AUBURN — An Androscoggin County Superior Court  jury acquitted a Greene man of 15 counts of sexual abuse Tuesday, apparently believing the testimony of the 46-year-old Roger Hamel Jr. over the statements of a 9-year-old girl.

Roger Hamel Jr. sits Monday in Androscoggin County Superior Court in Auburn. The Greene resident is on trial on 15 sex abuse charges. (Daryn Slover/Sun Journal)

It took the panel of seven men and five women less than two hours to return not guilty verdicts on all counts, including unlawful sexual contact, sexual misconduct with a child, unlawful sexual touching and visual sexual aggression against a child. Most of the charges were felonies.

Before the trial began Monday, Hamel rejected a plea deal from prosecutors of of 15 years in prison, with five years suspended, plus probation.

A 9-year-old girl testified she had been sexually abused by Hamel at times during 2016 and 2017.

The girl was the prosecutors’ first witness. She said Hamel had touched her private parts, exposed her to adult pornography, masturbated in front of her and showered with her.

Hamel took the witness stand Tuesday, rebutting the girl’s statements and explaining inadvertent incidents where he had touched her accidentally or she had touched him. He denied he ever engaged in sexual abuse.

Hamel’s attorney, George Hess, told the jury his client had been the target of a vengeful ex-girlfriend who had accused him of infidelity and was angry because he had taken possession of a car she had purchased.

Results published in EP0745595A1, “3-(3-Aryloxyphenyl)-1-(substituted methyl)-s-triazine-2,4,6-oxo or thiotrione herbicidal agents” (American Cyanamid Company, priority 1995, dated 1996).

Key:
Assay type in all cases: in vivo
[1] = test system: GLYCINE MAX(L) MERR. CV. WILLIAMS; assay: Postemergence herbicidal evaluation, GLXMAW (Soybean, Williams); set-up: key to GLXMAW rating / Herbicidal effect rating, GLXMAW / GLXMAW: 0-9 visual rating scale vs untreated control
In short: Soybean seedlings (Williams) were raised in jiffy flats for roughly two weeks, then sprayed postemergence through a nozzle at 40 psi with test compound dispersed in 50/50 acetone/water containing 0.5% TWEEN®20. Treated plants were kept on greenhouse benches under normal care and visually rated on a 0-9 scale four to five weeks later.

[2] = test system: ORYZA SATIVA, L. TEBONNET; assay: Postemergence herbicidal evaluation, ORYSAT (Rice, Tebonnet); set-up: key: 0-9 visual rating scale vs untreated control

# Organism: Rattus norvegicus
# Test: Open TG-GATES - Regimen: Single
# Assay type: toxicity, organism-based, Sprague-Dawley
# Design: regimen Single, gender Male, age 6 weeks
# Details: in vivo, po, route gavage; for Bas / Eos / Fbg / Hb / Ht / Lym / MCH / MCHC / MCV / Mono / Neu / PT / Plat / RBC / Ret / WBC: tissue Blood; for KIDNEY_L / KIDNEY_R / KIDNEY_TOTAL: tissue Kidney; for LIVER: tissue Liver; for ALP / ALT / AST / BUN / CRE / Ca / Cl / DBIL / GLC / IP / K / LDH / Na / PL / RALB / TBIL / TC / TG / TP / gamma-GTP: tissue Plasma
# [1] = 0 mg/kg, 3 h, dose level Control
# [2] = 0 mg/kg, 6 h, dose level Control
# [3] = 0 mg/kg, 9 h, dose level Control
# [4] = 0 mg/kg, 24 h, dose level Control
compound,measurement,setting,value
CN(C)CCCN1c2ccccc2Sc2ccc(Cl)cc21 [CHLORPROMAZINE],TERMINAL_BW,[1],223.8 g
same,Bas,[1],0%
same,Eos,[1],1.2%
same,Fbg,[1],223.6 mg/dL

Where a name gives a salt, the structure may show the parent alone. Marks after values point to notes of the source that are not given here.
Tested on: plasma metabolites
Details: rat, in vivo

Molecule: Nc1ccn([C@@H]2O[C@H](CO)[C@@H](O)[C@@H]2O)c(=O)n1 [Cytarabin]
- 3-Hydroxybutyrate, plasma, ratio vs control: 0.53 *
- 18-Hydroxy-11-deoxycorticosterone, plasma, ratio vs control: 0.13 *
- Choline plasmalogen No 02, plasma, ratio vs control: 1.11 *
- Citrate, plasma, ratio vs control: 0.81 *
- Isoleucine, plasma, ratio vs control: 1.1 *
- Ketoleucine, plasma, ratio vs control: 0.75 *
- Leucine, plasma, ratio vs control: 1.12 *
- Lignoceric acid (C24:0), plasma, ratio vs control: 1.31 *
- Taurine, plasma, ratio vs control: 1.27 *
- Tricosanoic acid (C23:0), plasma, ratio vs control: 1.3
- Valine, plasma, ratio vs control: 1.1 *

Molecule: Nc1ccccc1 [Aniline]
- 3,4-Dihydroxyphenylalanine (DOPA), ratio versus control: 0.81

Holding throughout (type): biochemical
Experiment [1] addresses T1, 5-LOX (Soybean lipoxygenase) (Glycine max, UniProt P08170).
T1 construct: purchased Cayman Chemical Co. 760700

Hess said the girl’s mother had likely coached the girl into believing Hamel had abused her. The girl hadn’t revealed the abuse until months after the couple had split.

She told the jury she had been “nervous” about telling of the abuse. Hess said it had taken that long for the mother to prime her daughter.

Assistant District Attorney Michael Dumas told the jury during closing arguments that Hamel’s actions involving the girl had been “calculated, deliberate and opportunistic.”

He asked the jury to consider whether Hess’ explanation made sense.

When summing up his case to the jury, Hess stressed the importance of using reasonable doubt — the highest legal bar for conviction — as a benchmark during their deliberations.

He said a child “can be easily swayed by a parent.”

“He referred to the girl’s mother as a “woman scorned” who had been “teased” by Hamel’s withholding the title to her car.

He pointed to inconsistencies between the testimony of mother and daughter.

Hamel, who had been in custody at the Androscoggin County Jail in lieu of $10,000 bail since Nov. 30, 2017, was escorted back to the jail after the verdict where he was to be freed.

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